"I don't know," said Lady Arbuthnot, thoughtfully--"I don't know; it seems to me it was better. As Mr. Gordon says, the man was hardly worthy of her. A man should have something more to offer a woman than love; it is a woman's prerogative to be loved. Any number of men may love her; it is nothing to their credit: they cannot help themselves."

"Well," said General Kent, "if all true stories turn out as badly as that one does, I will take back what I said against those the story-writers tell. I prefer the ones Anstey and Jerome make up. I call it a most unpleasant story."

"But it isn't finished yet," said Gordon, as he leaned over and picked up the chain and locket. "There is still a little more."

"Oh, I beg your pardon!" said the wife of the Austrian Minister, eagerly. "But then," she added, "you can't make it any better. You cannot bring the man back to life."

"No," said Gordon, "but I can make it a little worse."

"Ah, I see," said Phillips, with a story-teller's intuition--"the girl."

"The first day I reached London I went to her banker's and got her address," continued Gordon. "And I wrote, saying I wanted to see her, but before I could get an answer I met her the next afternoon at a garden-party. At least I did not meet her; she was pointed out to me. I saw a very beautiful girl surrounded by a lot of men, and asked who she was, and found out it was the woman I had written to, the owner of the chain and locket; and I was also told that her engagement had just been announced to a young Englishman of family and position, who had known her only a few months, and with whom she was very much in love. So you see," he went on, smiling, "that it was better that he died, believing in her and in her love for him. Mr. Phillips, now, would have let him live to return and find her married; but Nature is kinder than writers of fiction, and quite as dramatic."

Phillips did not reply to this, and the general only shook his head doubtfully and said nothing. So Mrs. Trevelyan looked at Lady Arbuthnot, and the ladies rose and left the room. When the men had left them, a young girl went to the piano, and the other women seated themselves to listen; but Miss Egerton, saying that it was warm, stepped out through one of the high windows on to the little balcony that overhung the garden. It was dark out there and cool, and the rumbling of the encircling city sounded as distant and as far off as the reflection seemed that its million lights threw up to the sky above. The girl leaned her face and bare shoulder against the rough stone wall of the house, and pressed her hands together, with her fingers locking and unlocking and her rings cutting through her gloves. She was trembling slightly, and the blood in her veins was hot and tingling. She heard the voices of the men as they entered the drawing-room, the momentary cessation of the music at the piano, and its renewal, and then a figure blocked the light from the window, and Gordon stepped out of it and stood in front of her with the chain and locket in his hand. He held it towards her, and they faced each other for a moment in silence.

"Will you take it now?" he said.

The girl raised her head, and drew herself up until she stood straight and tall before him. "Have you not punished me enough?" she asked, in a whisper. "Are you not satisfied? Was it brave? Was it manly? Is that what you have learned among your savages--to torture a woman?" She stopped with a quick sob of pain, and pressed her hands against her breast.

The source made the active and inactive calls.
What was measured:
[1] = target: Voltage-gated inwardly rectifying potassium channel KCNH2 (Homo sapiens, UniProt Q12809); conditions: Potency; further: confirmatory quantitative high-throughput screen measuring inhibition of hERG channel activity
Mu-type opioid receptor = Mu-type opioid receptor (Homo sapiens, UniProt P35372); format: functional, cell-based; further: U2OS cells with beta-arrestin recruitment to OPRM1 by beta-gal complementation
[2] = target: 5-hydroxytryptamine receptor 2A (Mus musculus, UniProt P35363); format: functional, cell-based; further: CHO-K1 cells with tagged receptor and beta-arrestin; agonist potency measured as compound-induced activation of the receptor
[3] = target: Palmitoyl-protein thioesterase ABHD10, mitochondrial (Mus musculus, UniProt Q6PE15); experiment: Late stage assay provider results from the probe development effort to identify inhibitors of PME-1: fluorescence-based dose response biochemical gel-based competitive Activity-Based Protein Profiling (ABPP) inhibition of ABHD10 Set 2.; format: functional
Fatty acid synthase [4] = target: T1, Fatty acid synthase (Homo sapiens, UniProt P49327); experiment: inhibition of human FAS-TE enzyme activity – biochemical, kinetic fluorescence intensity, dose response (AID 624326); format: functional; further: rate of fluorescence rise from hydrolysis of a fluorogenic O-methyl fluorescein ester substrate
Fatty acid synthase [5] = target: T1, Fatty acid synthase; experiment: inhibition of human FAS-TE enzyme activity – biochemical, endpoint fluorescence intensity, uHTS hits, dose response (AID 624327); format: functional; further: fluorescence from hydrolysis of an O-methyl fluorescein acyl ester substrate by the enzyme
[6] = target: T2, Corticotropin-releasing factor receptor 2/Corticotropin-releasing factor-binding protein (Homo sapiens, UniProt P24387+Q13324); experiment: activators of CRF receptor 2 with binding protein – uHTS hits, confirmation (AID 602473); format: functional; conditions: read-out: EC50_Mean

Gordon observed her, curiously, with cold consideration. "What of the sufferings of the man to whom you gave this?" he asked. "Why not consider him? What was your bad quarter of an hour at the table, with your friends around you, to the year he suffered danger and physical pain for you--for you, remember?"

The girl hid her face for a moment in her hands, and when she lowered them again her cheeks were wet and her voice was changed and softer. "They told me he was dead," she said. "Then it was denied, and then the French papers told of it again, and with horrible detail, and how it happened."

Gordon took a step nearer her. "And does your love come and go with the editions of the daily papers?" he asked, fiercely. "If they say to-morrow morning that Arbuthnot is false to his principles or his party, that he is a bribe-taker, a man who sells his vote, will you believe them and stop loving him?" He gave a sharp exclamation of disdain. "Or will you wait," he went on, bitterly, "until the Liberal organs have had time to deny it? Is that the love, the life, and the soul you promised the man who--"

There was a soft step on the floor of the drawing-room, and the tall figure of young Arbuthnot appeared in the opening of the window as he looked doubtfully out into the darkness. Gordon took a step back into the light of the window, where he could be seen, and leaned easily against the railing of the balcony. His eyes were turned towards the street, and he noticed over the wall the top of a passing omnibus and the glow of the men's pipes who sat on it.

"Miss Egerton?" asked Arbuthnot, his eyes still blinded by the lights of the room he had left. "Is she here? Oh, is that you?" he said, as he saw the movement of the white dress. "I was sent to look for you," he said. "They were afraid something was wrong." He turned to Gordon, as if in explanation of his lover-like solicitude. "It has been rather a hard week, and it has kept one pretty well on the go all the time, and I thought Miss Egerton looked tired at dinner."

The moment he had spoken, the girl came towards him quickly, and put her arm inside of his, and took his hand.

He looked down at her wonderingly at this show of affection, and then drew her nearer, and said, gently, "You are tired, aren't you? I came to tell you that Lady Arbuthnot is going. She is waiting for you."

It struck Gordon, as they stood there, how handsome they were and how well suited. They took a step towards the window, and then the young nobleman turned and looked out at the pretty garden and up at the sky, where the moon was struggling against the glare of the city.

"It is very pretty and peaceful out here," he said, "is it not? It seems a pity to leave it. Good-night, Gordon, and thank you for your story." He stopped, with one foot on the threshold, and smiled. "And yet, do you know," he said, "I cannot help thinking you were guilty of doing just what you accused Phillips of doing. I somehow thought you helped the true story out a little. Now didn't you? Was it all just as you told it? Or am I wrong?"

"No," Gordon answered; "you are right. I did change it a little, in one particular."

"And what was that, may I ask?" said Arbuthnot.

"The man did not die," Gordon answered.

Arbuthnot gave a quick little sigh of sympathy. "Poor devil!" he said, softly; "poor chap!" He moved his left hand over and touched the hand of the girl, as though to reassure himself of his own good fortune. Then he raised his eyes to Gordon's with a curious, puzzled look in them. "But then," he said, doubtfully, "if he is not dead, how did you come to get the chain?"

The girl's arm within his own moved slightly, and her fingers tightened their hold upon his hand.

"Oh," said Gordon, indifferently, "it did not mean anything to him, you see, when he found he had lost her, and it could not mean anything to her. It is of no value. It means nothing to any one--except, perhaps, to me."


THE END.

       *      *      *      *      *      *      *       *       *       *       *       *


Richard Harding Davis

Sorry, no summary available yet.